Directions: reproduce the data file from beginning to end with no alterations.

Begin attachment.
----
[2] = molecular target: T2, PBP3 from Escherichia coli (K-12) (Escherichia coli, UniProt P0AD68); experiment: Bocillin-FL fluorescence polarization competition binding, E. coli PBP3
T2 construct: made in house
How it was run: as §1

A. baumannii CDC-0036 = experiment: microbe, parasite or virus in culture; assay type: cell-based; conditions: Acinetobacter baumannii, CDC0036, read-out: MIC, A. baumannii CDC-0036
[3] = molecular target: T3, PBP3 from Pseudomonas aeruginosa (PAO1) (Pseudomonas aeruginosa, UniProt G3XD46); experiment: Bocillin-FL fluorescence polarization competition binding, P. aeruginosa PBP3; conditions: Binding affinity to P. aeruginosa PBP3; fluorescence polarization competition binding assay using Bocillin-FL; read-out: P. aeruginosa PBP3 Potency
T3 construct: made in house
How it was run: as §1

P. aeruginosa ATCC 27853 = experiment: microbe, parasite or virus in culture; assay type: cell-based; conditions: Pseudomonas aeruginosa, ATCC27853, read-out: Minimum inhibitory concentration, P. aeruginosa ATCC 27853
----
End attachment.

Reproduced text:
[2] = molecular target: T2, PBP3 from Escherichia coli (K-12) (Escherichia coli, UniProt P0AD68); experiment: Bocillin-FL fluorescence polarization competition binding, E. coli PBP3
T2 construct: made in house
How it was run: as §1

A. baumannii CDC-0036 = experiment: microbe, parasite or virus in culture; assay type: cell-based; conditions: Acinetobacter baumannii, CDC0036, read-out: MIC, A. baumannii CDC-0036
[3] = molecular target: T3, PBP3 from Pseudomonas aeruginosa (PAO1) (Pseudomonas aeruginosa, UniProt G3XD46); experiment: Bocillin-FL fluorescence polarization competition binding, P. aeruginosa PBP3; conditions: Binding affinity to P. aeruginosa PBP3; fluorescence polarization competition binding assay using Bocillin-FL; read-out: P. aeruginosa PBP3 Potency
T3 construct: made in house
How it was run: as §1

P. aeruginosa ATCC 27853 = experiment: microbe, parasite or virus in culture; assay type: cell-based; conditions: Pseudomonas aeruginosa, ATCC27853, read-out: Minimum inhibitory concentration, P. aeruginosa ATCC 27853